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The Comic Drawer:

I don’t know much when it comes to literature by H.P. Lovecraft.

Sure, I know a little about it with the whole Cthulhu and Necronomicon stuff, but that is more from popular culture that references the man.

I also know a bit about H.P. Lovecraft himself.

Yes, he was a bit racist, and anti-Semitic and it seemed the man was afraid of nearly everything.

A fear of sex that arguably is portrayed in his fleshy and squishy monsters with their visceral and gross nature, night terrors that made sleeping a scary proposition, and most importantly to the graphic novel I’m reviewing, a simultaneous hatred of the cold due to Lovecraft’s sickly nature, yet fascination with barren unexplored worlds such as the Arctic.

I.N.J. Culbard has done a wonderful job adapting At the Mountains of Madness, which interprets Lovecraft’s terrifying story into a graphic narrative.

With this tale of scientists in the Antarctic, Lovecraft and Culbard literally create a picture of a bleak, desolate landscape with seemingly nothing around for miles but snow and ice. Our aforementioned protagonists are at the South Pole for the purposes of getting mineral samples, but as they stumble upon strange remains of unknown creatures they find themselves drawn to figuring out just what sort of animals—nay, monsters—they could have found.

A sense of dread permeates the book, from the never-ending cold to how we see the bloody aftermath of what happens when scientists awake, “The Elder Ones.” We never actually see any gruesome acts take place resulting in the after-effects we do witness being all the more disturbing.

I literally squirmed uncomfortably in my seat during the scene where a scientist describes dissecting one of the seemingly-dead creatures with illustrations showing the alien being in all its gross-out glory. I probably was squirming because I learned from the movie, The Thing,  which also happens to involve aliens in the Antarctic, that nothing good ever comes from trying to cut-up a mysterious creature.

As our protagonists see their numbers dwindle, two happen to come upon an ancient abandoned city,
which is gorgeously rendered by Culbard as something at once imposing and eerie in its emptiness. While one of my complaints with this story may be how the scientists decode everything in this ancient city with way too much ease, dumping exposition upon us at an alarming rate, the book does sort of explain how this knowledge could have been gained from a nightmarish book known as the Necronomicon.

Yes, this Lovecraft story combines many of his favorite themes as the foreword points out, to create a cohesive story followers of Lovecraft will especially enjoy with all its call-backs to the aforementioned Necronomicon, Shoggoths, and Elder Ones. Those of you like me who know just a little of all this mythos will definitely appreciate the scientists explaining all the back-story even if it is shoe-horned in as I mentioned.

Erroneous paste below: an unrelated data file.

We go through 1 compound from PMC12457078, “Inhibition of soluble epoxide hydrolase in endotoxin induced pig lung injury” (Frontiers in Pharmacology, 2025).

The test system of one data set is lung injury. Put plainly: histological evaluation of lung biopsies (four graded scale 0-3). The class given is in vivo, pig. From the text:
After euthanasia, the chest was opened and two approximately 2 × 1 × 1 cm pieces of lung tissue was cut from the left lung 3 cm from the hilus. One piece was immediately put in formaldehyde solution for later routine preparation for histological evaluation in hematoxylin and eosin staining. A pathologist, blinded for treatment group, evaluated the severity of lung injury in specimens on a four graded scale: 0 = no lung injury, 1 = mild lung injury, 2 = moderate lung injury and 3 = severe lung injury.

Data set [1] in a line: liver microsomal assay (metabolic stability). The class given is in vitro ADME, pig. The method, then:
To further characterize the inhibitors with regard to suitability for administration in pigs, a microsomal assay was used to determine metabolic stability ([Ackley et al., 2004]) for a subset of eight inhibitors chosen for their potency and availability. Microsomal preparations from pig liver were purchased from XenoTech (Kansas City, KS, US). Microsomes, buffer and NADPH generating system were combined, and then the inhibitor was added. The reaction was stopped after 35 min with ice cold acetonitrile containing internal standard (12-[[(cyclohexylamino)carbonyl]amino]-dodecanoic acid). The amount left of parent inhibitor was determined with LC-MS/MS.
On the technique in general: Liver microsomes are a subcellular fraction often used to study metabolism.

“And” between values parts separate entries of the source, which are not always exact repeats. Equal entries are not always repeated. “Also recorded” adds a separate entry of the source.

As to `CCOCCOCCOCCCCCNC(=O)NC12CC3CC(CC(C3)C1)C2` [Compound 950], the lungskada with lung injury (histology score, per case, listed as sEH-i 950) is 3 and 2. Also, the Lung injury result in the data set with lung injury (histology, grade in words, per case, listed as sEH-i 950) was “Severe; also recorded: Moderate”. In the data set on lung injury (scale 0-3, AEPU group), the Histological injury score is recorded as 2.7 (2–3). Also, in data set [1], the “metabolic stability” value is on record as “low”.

It isn’t all the back-story we get about the strange creatures that populate Lovecraft’s works which I enjoyed the most however. No, it was the aforementioned constant feeling of unease that the book carries, with you knowing terrible things are bound to happen to many of the men on this expedition and all you can do is wait to see what terrible fates await them.

This unease is elevated by Culbard’s expert artwork. It is at times minimalistic, with the scientists looking almost like cartoon caricatures, and other times hyper-detailed such as when depicting a breathtaking view of the creepy city. While one often will feel uncomfortable with the more gut-wrenching bits of the story such as the aforementioned scene where an ancient monster is cut-up or we see the horrible remains of the men who dared attempt to autopsy that which wasn’t quite dead, the story never is overwhelmingly violent or gross.

If you don’t know much about Lovecraft but enjoy comics, this is a good way to dip your toe into the literary waters of horror fiction while also getting your fix of illustrated goodness. Also, if you are fond of Lovecraft’s work but don’t read comics much, this is a wonderful way to try them out while sticking with a story that’s bound to be familiar to you. Lastly, if you love horror comics or just horror in general this is also a great read.
So basically no matter how you slice it this is a book worth picking up.

Do so, and hope that you don’t have nightmares.

I myself like the plush versions of Cthulhu you can buy at stores because it takes something horrifying and makes it cute, presumably keeping the Elder Ones out of your dreams. At least that’s what I tell myself at night now that after reading this book I could swear I hear the cries of the monsters when the air conditioner blows—“Tekeli-li, Tekeli-li! “

Yeah, sleeping has been harder lately.

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